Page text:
Summary: Almost American Girl
Almost American Girl is Robin Ha’s graphic memoir detailing her move from South Korea to Huntsville, Alabama. Robin is 14 when she and her mother leave for one of their regular visits to the US. Except, this time it’s not Hawaii or any other vacation hotspot — it’s Alabama. Robin’s mother has been encouraging her to learn English like she has been doing, but Robin is uninterested, preferring to enjoy her Korean comics and spending time with her friends buying stationery and Korean street food.
When they arrive in Huntsville, Robin realizes that her mother is there to visit a man she has been corresponding with. His family welcomes them, but Robin feels out of place since she can neither speak nor understand English. She dreams of returning to Korea when the vacation is over. However, Robin is in for a shocker as her mom announces that she’s marrying this man, and she and Robin are staying put in America. Her whole life changes forever, as she struggles to assimilate, while handling the ups and downs in her mother’s relationship.
I enjoyed this graphic memoir! I consider myself fairly new to graphic novels and memoirs, but when they’re good, they’re really good. Ha’s illustration style is realistic (which appeals to me) and her storytelling skills are top-notch. I was enraptured by her depictions of Korea and then of the US. She distinguishes between words spoken in Korean and those in English, so readers can feel Robin’s confusion and sense of displacement as she tries to find her place in America.
Another significant part of this story is Robin’s relationship with her mother, and how she also explores her mother’s life before her and how that shapes the choices she makes. Korean culture and family drama also feature in this story. Eventually, Robin is bullied in school and has to learn to stand up for herself. Robin has a distinct boyish style in her teens. That and her race (in a place like Alabama) make her a prime target for bullies. But things begin to look up when she discovers a comic illustration class and finally begins to find kids with similar interests.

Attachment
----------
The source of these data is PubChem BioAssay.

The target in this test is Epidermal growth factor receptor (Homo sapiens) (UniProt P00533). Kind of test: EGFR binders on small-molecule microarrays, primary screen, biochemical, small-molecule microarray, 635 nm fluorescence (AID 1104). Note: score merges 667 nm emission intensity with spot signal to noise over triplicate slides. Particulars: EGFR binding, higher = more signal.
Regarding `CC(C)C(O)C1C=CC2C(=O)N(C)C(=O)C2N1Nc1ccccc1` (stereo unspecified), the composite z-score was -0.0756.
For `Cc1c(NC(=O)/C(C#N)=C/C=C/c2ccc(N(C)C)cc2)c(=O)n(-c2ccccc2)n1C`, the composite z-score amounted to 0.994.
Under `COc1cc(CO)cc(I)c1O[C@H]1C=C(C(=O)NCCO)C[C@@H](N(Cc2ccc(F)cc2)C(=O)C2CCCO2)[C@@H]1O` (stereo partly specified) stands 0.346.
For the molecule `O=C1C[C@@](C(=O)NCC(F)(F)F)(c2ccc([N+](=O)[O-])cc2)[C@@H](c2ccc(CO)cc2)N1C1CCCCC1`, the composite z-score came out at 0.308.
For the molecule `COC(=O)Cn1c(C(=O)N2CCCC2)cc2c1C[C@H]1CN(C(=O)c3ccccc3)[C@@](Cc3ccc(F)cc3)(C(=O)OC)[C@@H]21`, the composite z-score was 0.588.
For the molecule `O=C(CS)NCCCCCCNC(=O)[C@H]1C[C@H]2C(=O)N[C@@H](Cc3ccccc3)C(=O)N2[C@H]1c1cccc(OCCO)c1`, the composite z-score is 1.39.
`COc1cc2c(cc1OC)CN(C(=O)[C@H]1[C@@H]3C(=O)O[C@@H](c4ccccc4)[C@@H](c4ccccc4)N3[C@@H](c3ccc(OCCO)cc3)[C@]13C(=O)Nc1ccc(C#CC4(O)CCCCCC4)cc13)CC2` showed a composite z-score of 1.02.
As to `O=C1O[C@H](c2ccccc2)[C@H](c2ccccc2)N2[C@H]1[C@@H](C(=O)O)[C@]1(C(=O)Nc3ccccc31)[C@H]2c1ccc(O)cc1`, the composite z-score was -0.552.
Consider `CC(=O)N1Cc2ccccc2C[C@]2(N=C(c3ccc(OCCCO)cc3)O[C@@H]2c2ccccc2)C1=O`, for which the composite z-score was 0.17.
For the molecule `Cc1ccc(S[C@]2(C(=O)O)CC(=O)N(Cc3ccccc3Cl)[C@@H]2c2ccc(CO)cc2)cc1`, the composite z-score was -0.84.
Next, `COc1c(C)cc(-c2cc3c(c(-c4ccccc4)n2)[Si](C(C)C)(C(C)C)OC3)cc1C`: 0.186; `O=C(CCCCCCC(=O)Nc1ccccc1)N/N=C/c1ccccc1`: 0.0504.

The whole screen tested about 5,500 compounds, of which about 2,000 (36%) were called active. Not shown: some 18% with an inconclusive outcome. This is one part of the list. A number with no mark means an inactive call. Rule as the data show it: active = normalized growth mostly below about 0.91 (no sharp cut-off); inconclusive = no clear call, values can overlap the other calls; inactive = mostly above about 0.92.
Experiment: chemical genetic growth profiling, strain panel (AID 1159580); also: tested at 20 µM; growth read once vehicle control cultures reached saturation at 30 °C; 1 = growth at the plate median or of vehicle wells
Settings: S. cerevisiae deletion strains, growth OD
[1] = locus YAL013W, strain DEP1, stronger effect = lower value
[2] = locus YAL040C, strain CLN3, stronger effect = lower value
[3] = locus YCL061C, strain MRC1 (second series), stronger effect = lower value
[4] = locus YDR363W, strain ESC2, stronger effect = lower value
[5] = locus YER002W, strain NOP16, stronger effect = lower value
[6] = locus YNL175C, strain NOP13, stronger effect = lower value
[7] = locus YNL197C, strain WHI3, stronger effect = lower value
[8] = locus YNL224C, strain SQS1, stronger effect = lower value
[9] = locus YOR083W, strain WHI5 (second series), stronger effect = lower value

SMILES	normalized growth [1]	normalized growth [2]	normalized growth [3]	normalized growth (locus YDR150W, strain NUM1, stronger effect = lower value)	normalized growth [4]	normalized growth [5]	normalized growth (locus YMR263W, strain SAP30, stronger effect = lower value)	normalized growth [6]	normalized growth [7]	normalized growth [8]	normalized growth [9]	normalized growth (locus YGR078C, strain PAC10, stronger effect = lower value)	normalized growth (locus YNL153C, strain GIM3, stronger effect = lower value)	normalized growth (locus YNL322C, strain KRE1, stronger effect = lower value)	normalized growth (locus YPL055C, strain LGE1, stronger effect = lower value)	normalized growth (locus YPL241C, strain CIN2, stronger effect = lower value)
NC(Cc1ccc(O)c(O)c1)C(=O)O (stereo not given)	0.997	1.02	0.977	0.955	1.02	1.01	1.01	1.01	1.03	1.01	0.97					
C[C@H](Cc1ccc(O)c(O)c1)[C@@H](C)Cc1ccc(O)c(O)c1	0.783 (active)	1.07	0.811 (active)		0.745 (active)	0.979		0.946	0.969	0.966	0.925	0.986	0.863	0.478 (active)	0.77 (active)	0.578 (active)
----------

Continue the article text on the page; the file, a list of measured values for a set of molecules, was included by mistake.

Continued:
Overall: Almost American Girl
Robin Ha’s Almost American Girl is a moving exploration of the joys and misfortunes of immigrant life — especially for a teen. It also examines themes of racism, identity, Korean culture, and the definition of family. Most importantly, though, this memoir is a story of finding home and expression in art, and coming to to understand a parents’ choices, even if they were so different from what we would have wanted for ourselves. Don’t miss the heartwarming afterword of this book. I would highly recommend it to upper middle-grade readers, teens, and adults alike! The Kindle-ComiXology edition is also great if you own an iPad or Kindle Fire.
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Have you read this book or any good graphic memoirs recently? I really love this format and would love some recommendations!